Earlier in 1969, Dr. Gordon Morgan became the first African American faculty member hired by the University when he was appointed Associate professor of sociology. Born in Faulkner County, Arkansas in 1931, Morgan earned a M.A. from the University Arkansas in 1956 and a Ph.D. from Washington State in 1961 before traveling the world as an educator and researcher and returning to teach in his home state. Morgan recounted the experience of integration and the conditions confronted by African American students, staff, and faculty, including the pivotal events of 1969, in his book, The Edge of Campus. Interviews with Morgan are available from the Pryor Center for Arkansas Oral and Visual History.
The 1970 edition of the Razorback yearbook, covering the events of fall 1969, recorded that “Black Students Force ‘Dixie’ issues.” African American students were able to prevent “Dixie” from being played by the band at two pep rallies in November, and the campus held a moratorium on racism November 7th. Fall of 1969 saw the initial “Black Studies Program” on campus after years of advocacy by black students. With their more vocal presence on campus, Black students felt a near constant threat of violence in the days leading up to the game. As Gordon Morgan described, partying and disruption increased throughout the week, with some white student driving through campus honking horns, yelling, and flying Confederate flags. “Keggers” during the day and all-night parties were part of an escalating and increasingly out of control atmosphere on campus as some white students used the opportunity to express racial anger and some scores of students abandoned attending classes altogether. This followed months of protests by Black students against the playing of the song “Dixie” by the marching band and display of Confederate flags at the games.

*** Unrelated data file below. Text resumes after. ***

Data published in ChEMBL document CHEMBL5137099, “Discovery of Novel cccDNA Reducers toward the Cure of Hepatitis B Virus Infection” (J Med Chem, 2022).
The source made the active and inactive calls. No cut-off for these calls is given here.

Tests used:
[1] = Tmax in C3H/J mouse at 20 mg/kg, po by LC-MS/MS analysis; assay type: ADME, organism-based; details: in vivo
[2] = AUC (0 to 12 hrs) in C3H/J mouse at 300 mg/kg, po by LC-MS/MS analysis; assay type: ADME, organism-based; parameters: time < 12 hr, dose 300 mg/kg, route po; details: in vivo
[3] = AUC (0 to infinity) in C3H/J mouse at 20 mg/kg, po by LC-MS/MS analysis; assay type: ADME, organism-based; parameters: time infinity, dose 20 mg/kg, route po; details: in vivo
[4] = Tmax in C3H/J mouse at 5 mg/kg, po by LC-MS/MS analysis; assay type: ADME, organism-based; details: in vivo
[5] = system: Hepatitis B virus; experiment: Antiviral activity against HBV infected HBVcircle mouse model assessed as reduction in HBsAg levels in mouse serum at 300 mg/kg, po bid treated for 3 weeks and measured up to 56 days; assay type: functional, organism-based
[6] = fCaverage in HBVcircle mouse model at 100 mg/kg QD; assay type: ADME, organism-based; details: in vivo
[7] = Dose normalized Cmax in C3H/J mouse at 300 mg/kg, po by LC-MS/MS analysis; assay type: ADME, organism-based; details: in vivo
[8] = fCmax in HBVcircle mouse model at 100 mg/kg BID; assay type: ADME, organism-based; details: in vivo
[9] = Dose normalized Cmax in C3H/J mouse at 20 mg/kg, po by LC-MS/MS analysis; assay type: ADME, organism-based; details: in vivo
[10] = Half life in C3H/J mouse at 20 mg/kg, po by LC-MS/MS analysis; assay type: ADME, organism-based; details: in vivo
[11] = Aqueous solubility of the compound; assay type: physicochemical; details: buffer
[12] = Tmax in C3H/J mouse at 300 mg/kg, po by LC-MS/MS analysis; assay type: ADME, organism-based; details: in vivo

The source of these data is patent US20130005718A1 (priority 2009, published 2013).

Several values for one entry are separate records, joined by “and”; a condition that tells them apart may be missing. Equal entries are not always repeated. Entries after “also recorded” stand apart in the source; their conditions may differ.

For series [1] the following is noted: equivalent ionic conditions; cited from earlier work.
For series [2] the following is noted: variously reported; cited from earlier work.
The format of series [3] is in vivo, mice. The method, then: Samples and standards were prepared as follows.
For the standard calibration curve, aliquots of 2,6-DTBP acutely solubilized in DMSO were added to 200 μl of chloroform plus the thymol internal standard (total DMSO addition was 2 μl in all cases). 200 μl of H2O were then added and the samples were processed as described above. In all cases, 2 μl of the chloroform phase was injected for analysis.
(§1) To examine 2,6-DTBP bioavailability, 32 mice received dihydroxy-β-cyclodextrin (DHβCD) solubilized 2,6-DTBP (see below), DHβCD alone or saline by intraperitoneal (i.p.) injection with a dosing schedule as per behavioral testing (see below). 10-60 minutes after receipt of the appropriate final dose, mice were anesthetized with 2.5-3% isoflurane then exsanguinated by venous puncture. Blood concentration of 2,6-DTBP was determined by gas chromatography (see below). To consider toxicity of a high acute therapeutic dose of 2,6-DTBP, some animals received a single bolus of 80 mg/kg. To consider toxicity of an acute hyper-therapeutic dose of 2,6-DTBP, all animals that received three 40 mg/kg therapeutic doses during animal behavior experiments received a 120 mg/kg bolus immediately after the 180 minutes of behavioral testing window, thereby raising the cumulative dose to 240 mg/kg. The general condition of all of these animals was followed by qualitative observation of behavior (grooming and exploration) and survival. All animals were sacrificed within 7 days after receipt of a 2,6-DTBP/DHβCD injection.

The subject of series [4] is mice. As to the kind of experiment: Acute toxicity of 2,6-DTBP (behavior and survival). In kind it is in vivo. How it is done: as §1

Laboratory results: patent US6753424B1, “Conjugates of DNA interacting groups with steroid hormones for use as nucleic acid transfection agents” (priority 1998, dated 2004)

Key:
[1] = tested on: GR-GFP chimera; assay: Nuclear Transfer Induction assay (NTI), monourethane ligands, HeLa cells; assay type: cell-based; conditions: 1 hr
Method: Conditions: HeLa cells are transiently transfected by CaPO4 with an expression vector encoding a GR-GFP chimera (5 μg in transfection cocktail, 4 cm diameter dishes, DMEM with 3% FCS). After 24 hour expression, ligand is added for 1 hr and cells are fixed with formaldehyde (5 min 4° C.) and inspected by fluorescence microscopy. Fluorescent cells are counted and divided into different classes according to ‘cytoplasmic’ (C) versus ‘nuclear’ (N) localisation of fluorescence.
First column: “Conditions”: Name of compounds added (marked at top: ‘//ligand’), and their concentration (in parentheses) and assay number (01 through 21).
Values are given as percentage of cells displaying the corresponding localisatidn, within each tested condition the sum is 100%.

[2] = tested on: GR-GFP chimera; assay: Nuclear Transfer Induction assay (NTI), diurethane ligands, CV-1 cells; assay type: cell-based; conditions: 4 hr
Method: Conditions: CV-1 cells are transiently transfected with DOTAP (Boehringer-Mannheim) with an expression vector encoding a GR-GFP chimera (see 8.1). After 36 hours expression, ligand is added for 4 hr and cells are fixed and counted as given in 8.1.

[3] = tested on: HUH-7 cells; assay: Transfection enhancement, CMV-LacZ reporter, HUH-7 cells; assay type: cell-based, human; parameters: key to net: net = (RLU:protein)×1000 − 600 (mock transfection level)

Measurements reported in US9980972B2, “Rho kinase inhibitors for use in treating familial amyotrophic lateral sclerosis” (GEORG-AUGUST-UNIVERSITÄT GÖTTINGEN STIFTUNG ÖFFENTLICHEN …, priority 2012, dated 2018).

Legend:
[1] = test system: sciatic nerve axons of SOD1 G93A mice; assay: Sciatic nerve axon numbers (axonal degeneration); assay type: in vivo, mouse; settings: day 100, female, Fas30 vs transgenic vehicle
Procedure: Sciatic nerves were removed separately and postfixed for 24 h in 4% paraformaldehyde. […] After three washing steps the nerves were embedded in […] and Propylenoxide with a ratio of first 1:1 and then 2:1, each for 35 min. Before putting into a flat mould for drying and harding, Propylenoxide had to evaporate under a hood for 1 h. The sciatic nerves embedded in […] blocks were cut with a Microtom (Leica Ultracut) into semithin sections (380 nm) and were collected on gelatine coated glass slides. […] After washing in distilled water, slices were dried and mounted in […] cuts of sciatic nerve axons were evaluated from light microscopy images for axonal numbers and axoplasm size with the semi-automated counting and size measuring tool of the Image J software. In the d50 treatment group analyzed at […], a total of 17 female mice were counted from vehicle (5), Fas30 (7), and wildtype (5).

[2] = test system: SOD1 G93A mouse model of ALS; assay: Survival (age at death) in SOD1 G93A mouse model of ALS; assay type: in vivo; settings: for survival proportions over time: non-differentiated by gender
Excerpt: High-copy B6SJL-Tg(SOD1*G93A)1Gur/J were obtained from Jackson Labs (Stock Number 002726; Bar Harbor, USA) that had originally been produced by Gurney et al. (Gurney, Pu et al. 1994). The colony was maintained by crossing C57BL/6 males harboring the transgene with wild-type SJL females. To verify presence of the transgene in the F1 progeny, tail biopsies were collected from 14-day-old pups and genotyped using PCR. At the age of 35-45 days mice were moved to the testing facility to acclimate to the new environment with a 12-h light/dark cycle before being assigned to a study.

December 2, a few days before the Texas game, and after news that President Nixon was attending, the Student Senate voted unanimously to recommend stop playing “Dixie” at the football games. For weeks hundreds of students attended Senate meetings, students delivered multiple petitions to President Mullins, and letters to the editor and public debates about the issue raged including in print in the pages of Traveler. At the November 30th Pep Rally, black students had marched to the Chi Omega Theater to disrupt the event and prevent the playing of Dixie. These events came after months of increasing protests and formation of the Black American for Democracy student activism group. As white Senators pointed out, and Black activists acknowledged, if the decision was left to the popular will of the students then “Dixie” would continue even as many white students expressed support for the efforts of their African American classmates to keep Confederate paraphernalia and “Dixie” out of student events.